Why your next job interview could look like a video game — and why you should be worried

The booming science of "people analytics" is putting our bodies, minds and even our politics to the test

Topics: Big Data, Prophesy Sciences, Labor, automation, analytics, data mining, ,

Why your next job interview could look like a video game — and why you should be worriedStill from "Tron," 1982. (Credit: Walt Disney Productions)

Like any good cyborg soldier from the future, I was wired up. A head-mounted video camera equipped with infrared LEDs monitored my pupil dilation and tracked my gaze. On my index finger an optical pulse recorded my heart rate. Two other sticky pads on the fingers of my left hand measured electrodermal activity (aka “galvanic skin response”). The leads from all three sensors were connected to a wireless transmitter on my left wristband.

Before the action even started, my pulse was racing. Gamers know the feeling. You’re about to tackle a hard level, or go up against a big boss who has already stomped you into bloody pixels more times than you’d care to remember. Your heart starts pumping. Maybe even a little sweat begins to seep from your pores. You flex your fingers, adjust your posture, position your fingers over the mouse. It’s do or die time.

Welcome to your next job interview. Because that’s exactly how I felt moments before launching into a set of “cognitive video games” devised by the “employment assessment” company Prophecy Sciences. My pulse was spiking because more was at stake than the life of my avatar. Prophesy Sciences intended to use the data I generated while gaming to determine what kind of worker I was.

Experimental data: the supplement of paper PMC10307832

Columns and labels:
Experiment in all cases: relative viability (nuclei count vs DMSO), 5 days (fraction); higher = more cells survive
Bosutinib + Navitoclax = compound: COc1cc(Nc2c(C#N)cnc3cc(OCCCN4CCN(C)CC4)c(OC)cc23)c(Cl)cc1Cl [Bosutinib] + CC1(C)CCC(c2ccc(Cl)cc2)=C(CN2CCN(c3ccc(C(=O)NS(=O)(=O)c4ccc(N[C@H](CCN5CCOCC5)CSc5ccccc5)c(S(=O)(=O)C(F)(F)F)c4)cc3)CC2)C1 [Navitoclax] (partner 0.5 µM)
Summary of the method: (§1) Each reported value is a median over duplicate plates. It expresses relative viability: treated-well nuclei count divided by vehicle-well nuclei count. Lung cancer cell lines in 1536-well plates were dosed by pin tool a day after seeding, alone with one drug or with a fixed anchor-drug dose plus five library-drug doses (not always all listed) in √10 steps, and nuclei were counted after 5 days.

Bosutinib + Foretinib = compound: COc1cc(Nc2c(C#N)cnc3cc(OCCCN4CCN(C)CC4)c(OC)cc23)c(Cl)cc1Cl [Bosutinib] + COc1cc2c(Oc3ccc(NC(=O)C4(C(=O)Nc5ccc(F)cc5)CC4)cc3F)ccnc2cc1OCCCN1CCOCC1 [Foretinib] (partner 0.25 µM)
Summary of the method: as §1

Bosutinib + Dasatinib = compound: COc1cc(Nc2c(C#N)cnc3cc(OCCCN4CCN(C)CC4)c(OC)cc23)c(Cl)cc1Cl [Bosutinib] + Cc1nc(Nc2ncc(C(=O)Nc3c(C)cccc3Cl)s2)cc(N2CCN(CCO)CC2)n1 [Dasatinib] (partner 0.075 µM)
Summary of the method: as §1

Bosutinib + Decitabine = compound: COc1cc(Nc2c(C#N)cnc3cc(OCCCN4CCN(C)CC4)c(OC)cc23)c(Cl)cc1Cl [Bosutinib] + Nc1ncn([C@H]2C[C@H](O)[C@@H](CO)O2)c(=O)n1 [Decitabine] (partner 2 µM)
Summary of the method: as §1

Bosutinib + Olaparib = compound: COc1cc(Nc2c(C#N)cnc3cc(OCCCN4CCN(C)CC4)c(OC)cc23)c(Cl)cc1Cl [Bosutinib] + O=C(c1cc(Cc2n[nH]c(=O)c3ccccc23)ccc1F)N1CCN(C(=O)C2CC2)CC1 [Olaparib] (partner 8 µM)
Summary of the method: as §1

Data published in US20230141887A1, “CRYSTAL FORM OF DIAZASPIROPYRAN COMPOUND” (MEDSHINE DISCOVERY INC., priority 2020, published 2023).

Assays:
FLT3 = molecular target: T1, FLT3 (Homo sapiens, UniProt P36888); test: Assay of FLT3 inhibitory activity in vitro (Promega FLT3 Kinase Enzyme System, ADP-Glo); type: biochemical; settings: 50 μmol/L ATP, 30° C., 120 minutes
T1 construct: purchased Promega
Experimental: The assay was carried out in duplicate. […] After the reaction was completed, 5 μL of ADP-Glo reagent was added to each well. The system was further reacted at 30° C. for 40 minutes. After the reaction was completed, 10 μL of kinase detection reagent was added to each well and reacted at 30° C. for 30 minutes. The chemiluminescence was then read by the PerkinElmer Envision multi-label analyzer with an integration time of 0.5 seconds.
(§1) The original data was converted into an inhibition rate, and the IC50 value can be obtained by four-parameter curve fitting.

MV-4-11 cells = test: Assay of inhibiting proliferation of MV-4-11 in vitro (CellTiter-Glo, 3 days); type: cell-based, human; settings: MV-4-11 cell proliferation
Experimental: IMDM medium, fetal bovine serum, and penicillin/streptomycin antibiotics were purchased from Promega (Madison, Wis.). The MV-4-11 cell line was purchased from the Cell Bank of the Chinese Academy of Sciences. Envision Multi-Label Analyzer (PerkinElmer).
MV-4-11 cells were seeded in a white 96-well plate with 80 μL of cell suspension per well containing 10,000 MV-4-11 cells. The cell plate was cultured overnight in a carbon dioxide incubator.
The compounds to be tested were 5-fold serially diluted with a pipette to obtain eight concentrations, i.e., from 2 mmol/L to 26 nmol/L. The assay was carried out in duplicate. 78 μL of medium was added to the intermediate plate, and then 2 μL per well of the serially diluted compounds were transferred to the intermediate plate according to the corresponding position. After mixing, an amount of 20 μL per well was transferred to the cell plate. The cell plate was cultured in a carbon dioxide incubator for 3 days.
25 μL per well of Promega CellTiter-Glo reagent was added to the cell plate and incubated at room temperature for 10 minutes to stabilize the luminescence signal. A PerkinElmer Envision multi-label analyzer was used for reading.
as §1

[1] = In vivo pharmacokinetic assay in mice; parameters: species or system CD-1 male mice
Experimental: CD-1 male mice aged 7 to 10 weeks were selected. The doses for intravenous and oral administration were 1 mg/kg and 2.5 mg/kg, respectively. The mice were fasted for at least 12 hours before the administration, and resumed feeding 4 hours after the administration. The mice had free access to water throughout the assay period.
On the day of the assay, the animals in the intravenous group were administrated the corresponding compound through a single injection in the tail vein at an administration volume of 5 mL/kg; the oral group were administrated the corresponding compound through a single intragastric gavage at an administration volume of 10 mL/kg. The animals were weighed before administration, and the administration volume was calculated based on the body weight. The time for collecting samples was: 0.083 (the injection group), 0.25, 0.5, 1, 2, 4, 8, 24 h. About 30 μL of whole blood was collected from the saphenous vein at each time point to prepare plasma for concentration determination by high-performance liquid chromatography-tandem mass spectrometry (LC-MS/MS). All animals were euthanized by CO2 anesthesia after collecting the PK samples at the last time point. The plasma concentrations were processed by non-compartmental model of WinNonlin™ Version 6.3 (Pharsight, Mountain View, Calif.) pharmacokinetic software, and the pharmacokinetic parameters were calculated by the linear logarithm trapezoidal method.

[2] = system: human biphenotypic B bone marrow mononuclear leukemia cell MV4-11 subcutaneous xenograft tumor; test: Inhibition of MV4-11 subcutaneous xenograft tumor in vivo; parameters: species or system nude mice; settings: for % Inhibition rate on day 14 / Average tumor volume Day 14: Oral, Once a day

Staffed by a handful of Stanford neuroscience Ph.D.s, Prophecy Sciences is an ambitious recent arrival in the fast-growing world of “people analytics.” Prophecy Sciences believes better data is the key to helping employers match the right jobs to the right workers, and even to assemble teams in which employees are guaranteed to be compatible with each other.

The notion that our mental makeup and employment suitability can be analyzed by data gathered from our physiological and behavioral responses to a video game is, to some people, a bit more creepy than a pee test. When I wrote about this phenomenon in December, I wondered if companies like Prophecy Sciences were leading society down the path to a rigid algorithmically driven meritocracy. What happens to our lives when the machines know us better than we know ourselves?

But I was also dying to know how Prophecy Sciences would assess me. Was I a risk-taker? Too independent for my own good? Destined to “work well with others”? Creative, or a drone? Besides, I have plenty of experience in the video game domain. Bring it on!



A few days later, I received the results (I’ll include the full analysis below). I have an “interesting cognitive makeup,” wrote CEO Bob Schafer. People like me are “most likely to be motivated by solving interesting problems in the workplace, and less likely to be motivated by competition or monetary compensation.” People like me also “typically prefer flexible work environments in which they are frequently stimulated by new ideas.” As far as career fit, my strongest correlation was with “people in marketing.” My weakest fit: venture capitalists. Oh, and politically, I am most likely to be a Democrat, though there was also “significant overlap with libertarians.”